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Atmospheric observations in China show rise in emissions of SF6; potent greenhouse gas commonly used in electric power grids

Used primarily in high-voltage electrical switchgear in electric power grids, sulfur hexafluoride (SF6) is one of the most potent greenhouse gases on Earth. The GWP of SF6 is 24,300 that of CO2, according to the Intergovernmental Panel on Climate Change (IPCC) Sixth Assessment Report (AR6).

In the 21st century, atmospheric concentrations of SF6 have risen sharply along with global electric power demand. This heightened demand for electric power is particularly pronounced in China, which has dominated the expansion of the global power industry in the past decade.

A study by researchers at the MIT Joint Program on the Science and Policy of Global Change, Fudan University, Peking University, University of Bristol, and Meteorological Observation Center of China Meteorological Administration has now determined total SF6 emissions in China over 2011–2021 from atmospheric observations collected from nine stations within a Chinese network, including one station from the Advanced Global Atmospheric Gases Experiment (AGAGE) network.

For comparison, global total emissions were determined from five globally distributed, relatively unpolluted “background” AGAGE stations, involving additional researchers from the Scripps Institution of Oceanography and CSIRO (Australia). The open-access study appears in the journal Nature Communications.

The researchers found that SF6 emissions in China almost doubled from 2.6 Gigagrams (Gg) per year in 2011 when they accounted for 34% of global SF6 emissions, to 5.1 Gg per year in 2021, when they accounted for 57% of global total SF6 emissions. This increase from China over the ten-year period—some of it emerging from the country’s less-populated western regions—was larger than the global total SF6 emissions rise, highlighting the importance of lowering SF6 emissions from China in the future.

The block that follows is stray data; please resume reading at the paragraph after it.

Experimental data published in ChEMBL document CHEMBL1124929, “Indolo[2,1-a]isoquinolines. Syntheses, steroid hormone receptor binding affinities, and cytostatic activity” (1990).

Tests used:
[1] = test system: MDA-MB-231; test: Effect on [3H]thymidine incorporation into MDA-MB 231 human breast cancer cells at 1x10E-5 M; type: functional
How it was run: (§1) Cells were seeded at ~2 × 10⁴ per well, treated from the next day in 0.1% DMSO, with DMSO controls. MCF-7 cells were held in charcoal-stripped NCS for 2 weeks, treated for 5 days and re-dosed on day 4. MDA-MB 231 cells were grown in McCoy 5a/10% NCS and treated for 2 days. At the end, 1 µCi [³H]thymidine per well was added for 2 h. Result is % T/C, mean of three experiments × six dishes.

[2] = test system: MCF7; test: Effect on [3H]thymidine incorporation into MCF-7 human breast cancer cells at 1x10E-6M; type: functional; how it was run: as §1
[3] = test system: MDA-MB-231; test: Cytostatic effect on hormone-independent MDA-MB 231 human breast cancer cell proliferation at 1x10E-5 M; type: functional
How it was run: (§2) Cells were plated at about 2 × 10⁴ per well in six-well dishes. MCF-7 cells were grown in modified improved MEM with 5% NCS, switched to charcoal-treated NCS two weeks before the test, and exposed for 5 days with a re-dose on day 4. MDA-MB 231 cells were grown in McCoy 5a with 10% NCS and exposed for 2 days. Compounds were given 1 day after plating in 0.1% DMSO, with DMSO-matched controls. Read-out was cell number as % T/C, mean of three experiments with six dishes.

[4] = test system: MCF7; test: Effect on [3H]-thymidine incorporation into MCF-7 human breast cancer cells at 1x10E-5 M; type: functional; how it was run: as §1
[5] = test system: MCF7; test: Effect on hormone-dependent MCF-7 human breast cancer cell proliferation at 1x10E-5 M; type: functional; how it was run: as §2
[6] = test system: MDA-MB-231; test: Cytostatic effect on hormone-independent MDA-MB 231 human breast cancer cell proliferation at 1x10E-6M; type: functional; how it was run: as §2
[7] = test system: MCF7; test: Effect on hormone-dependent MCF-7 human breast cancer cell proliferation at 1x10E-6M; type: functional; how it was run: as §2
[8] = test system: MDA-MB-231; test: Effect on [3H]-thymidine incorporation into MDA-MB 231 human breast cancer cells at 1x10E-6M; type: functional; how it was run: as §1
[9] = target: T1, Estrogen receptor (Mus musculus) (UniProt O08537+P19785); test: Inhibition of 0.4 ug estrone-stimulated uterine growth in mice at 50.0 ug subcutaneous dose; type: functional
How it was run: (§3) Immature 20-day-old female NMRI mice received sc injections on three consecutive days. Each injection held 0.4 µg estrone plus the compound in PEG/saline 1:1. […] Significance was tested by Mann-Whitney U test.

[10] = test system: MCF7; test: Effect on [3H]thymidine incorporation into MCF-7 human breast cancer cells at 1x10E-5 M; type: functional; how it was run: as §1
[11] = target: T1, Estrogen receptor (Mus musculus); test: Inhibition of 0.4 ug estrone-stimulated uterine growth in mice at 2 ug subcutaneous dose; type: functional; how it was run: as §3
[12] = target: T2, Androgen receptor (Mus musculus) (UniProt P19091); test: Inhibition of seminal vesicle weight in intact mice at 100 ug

a) The top–down SF6 emissions in China derived by nine sites in China in this study were compared to the top–down global SF6 emissions derived by recent global AGAGE background observations and an atmospheric box model. b) The increase in SF6 emissions from China between 2011-2013 and 2019-2021 was compared to the corresponding global total increase. An et al.

Emissions of SF6 are expected to last more than 1000 years in the atmosphere, raising the stakes for policymakers in China and around the world.

Any increase in SF6 emissions this century will effectively alter our planet’s radiative budget—the balance between incoming energy from the sun and outgoing energy from the Earth—far beyond the multi-decadal timeframe of current climate policies. So it’s imperative that China and all other nations take immediate action to reduce, and ultimately, eliminate, their SF6 emissions.

—MIT Joint Program and CGCS Director Ronald Prinn, coauthor

The study was supported by the National Key Research and Development Program of China and Shanghai B&R Joint Laboratory Project, the National Aeronautics and Space Administration, and other funding agencies.


  • An, M., Prinn, R.G., Western, L.M. et al. (2024) “Sustained growth of sulfur hexafluoride emissions in China inferred from atmospheric observations.” Nat Commun doi: 10.1038/s41467-024-46084-3



The stuff is also is also used as a dielectric insulator in microwave waveguides where it may be routinely released during component replacement.

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